Money made from Web sites is expected to skyrocket in the years ahead, reaching 8.3 billion euros ($10.8 billion) by 2010, the European Union said Thursday.
The European Commission said it expected to see a fivefold growth rate in online content in Europe over the next five years, particularly in music and video game downloads.
Vivian Reding, the EU commissioner in charge of telecommunications, said increased use of the Internet is “creating great opportunities for Europe’s consumers, content providers and technology industries.”
She said, however, that the 27-nation bloc would need a new “modernized” approach to make sure consumers get better, cheaper and faster access to the Internet. An EU study out Thursday found Europe behind the United States, Japan and South Korea in providing high-speed broadband services.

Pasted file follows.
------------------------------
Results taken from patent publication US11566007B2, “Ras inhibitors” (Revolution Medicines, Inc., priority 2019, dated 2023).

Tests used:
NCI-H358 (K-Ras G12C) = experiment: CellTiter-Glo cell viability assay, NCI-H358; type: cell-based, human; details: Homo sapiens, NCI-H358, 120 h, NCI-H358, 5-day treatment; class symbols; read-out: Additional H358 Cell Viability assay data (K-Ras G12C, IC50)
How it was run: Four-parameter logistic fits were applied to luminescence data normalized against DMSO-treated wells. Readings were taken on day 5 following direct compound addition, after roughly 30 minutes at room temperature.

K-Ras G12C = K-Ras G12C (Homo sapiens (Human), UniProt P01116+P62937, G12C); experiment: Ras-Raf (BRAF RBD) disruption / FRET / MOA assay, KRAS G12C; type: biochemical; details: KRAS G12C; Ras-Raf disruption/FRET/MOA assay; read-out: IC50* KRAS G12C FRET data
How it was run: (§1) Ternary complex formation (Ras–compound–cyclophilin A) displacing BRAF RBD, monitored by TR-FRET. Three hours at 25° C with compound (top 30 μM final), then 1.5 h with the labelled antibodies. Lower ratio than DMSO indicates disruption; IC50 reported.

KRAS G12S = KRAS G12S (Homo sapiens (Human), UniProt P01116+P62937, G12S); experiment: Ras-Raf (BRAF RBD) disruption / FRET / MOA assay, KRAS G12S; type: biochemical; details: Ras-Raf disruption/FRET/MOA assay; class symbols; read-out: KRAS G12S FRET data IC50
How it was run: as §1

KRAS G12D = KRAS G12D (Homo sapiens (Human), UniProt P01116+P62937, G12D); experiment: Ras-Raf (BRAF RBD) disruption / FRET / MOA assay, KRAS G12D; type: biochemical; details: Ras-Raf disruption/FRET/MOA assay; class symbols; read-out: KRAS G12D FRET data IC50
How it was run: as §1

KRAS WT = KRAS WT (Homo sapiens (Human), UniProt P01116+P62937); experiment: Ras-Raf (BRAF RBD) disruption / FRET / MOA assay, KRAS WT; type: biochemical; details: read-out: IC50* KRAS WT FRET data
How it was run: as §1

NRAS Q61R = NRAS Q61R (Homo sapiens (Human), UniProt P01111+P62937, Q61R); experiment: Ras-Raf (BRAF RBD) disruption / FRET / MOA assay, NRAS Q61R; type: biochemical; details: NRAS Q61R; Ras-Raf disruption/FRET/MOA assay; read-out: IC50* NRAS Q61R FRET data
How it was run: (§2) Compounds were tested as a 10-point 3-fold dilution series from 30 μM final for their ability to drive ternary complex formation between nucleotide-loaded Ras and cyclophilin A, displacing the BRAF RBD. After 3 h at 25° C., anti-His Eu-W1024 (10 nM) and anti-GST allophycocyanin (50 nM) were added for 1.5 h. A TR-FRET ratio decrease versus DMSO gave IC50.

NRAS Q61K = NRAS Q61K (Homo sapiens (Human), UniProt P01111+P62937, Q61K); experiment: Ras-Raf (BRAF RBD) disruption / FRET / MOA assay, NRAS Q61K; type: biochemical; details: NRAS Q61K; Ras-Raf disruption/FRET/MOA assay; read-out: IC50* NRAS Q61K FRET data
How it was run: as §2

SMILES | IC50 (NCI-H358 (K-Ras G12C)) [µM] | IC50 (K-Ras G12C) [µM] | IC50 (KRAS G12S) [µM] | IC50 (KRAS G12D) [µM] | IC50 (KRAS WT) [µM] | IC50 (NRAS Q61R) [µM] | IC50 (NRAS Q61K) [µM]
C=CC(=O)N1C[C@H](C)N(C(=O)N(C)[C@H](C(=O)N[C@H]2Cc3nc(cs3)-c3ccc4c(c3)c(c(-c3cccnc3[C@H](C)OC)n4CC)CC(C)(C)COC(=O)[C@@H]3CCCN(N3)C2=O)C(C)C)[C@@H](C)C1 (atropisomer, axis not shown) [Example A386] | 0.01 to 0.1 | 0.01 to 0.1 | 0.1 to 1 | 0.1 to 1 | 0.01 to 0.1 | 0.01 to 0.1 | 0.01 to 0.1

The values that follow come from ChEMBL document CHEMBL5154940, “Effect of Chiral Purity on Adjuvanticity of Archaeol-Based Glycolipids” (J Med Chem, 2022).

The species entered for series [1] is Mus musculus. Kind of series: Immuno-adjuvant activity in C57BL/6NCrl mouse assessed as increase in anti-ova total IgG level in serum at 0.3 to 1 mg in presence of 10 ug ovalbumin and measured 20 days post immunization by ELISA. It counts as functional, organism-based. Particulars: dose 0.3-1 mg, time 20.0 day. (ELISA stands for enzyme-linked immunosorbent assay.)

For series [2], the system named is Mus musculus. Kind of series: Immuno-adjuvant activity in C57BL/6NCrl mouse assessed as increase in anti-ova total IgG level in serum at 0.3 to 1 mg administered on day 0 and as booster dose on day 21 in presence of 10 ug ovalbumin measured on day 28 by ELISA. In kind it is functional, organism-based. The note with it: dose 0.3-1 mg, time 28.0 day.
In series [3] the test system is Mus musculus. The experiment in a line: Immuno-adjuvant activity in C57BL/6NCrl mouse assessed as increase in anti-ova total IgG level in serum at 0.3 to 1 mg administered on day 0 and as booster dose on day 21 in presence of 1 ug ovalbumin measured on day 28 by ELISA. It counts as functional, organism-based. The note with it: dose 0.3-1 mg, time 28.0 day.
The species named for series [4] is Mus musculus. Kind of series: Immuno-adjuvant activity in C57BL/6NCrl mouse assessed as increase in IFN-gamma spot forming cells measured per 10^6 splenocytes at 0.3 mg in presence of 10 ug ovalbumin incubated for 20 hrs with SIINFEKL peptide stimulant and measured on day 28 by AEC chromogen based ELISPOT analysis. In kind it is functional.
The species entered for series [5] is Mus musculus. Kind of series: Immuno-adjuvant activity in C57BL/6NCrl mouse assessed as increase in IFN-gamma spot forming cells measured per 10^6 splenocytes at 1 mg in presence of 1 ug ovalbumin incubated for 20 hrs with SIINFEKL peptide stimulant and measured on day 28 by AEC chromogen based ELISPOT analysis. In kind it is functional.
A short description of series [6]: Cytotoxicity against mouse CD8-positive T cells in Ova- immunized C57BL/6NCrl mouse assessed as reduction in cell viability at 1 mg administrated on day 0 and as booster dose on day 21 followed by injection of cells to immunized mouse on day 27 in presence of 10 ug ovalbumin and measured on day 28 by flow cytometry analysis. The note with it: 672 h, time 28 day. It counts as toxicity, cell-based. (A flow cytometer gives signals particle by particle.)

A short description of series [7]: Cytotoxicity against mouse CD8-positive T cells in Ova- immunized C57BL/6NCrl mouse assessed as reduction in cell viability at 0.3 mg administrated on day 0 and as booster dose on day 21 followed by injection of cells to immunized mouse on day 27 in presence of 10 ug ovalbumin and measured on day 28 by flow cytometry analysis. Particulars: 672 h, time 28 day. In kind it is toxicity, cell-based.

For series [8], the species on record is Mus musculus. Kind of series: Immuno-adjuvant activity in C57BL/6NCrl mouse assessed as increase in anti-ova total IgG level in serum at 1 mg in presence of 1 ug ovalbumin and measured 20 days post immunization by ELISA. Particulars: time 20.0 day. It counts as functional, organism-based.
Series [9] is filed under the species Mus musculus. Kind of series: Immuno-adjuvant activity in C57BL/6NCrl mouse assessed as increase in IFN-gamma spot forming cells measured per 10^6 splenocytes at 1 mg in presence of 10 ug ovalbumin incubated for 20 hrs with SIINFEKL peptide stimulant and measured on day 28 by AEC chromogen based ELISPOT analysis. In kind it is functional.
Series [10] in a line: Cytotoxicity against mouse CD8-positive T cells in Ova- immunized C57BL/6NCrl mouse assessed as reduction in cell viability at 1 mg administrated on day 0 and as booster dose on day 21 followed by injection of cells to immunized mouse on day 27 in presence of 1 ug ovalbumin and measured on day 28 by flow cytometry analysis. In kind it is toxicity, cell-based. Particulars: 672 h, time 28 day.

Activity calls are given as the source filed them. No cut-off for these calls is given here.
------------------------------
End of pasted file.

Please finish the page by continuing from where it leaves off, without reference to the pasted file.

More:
Reding said she would present new proposals in the months ahead, including new digital-rights rules to better protect online content across Europe.
The EU is currently assessing new regulations needed to do away with roadblocks to ensuring a single market for purchases made online within the 27-nation bloc.
The EU prediction of the online boom reflects recent statistics from European retailers, who announced earlier this month that online sales increased by more than 30 percent from a year ago.